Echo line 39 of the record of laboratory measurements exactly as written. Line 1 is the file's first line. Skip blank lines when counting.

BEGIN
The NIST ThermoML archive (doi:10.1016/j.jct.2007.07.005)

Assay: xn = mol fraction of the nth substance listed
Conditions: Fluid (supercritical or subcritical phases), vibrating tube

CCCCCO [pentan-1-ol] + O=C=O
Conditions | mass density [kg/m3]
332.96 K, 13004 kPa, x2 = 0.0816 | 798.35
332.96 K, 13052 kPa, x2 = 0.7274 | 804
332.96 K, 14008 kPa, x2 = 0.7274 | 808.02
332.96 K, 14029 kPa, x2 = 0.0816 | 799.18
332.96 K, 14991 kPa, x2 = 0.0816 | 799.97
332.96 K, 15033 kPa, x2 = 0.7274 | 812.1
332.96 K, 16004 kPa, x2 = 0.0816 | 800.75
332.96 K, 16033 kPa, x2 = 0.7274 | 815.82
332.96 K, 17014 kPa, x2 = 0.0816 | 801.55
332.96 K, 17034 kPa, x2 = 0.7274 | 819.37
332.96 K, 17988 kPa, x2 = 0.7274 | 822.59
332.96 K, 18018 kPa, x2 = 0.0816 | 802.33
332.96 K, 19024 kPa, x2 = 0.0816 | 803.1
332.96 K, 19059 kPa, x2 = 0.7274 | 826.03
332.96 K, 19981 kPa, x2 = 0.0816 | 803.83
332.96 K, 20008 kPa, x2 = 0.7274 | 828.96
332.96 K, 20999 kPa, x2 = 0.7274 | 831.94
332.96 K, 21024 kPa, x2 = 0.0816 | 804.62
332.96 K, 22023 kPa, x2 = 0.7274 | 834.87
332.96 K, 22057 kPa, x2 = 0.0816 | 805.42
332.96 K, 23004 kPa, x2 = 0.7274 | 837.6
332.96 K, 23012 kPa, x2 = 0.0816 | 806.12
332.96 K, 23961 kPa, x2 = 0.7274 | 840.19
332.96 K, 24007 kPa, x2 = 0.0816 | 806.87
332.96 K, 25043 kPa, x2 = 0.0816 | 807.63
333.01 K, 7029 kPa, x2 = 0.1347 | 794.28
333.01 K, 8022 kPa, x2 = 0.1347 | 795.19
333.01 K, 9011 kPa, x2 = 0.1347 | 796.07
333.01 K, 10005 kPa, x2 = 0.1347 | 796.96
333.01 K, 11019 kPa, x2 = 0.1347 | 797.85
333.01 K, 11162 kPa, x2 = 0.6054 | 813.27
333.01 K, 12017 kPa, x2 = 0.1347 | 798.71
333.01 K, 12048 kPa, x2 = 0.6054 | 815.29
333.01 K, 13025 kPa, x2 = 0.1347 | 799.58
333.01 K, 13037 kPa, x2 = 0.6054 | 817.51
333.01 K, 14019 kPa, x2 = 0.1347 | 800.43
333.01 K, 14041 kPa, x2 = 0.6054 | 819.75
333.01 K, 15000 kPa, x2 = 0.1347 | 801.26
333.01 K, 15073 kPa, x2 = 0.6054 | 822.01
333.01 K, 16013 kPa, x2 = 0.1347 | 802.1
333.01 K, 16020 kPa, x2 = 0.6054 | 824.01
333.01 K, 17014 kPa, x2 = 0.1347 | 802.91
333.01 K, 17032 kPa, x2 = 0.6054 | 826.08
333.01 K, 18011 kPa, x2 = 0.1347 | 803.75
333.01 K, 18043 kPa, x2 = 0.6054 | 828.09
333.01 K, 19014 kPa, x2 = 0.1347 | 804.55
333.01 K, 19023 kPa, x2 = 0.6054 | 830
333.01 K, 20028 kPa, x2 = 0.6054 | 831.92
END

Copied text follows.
333.01 K, 13025 kPa, x2 = 0.1347 | 799.58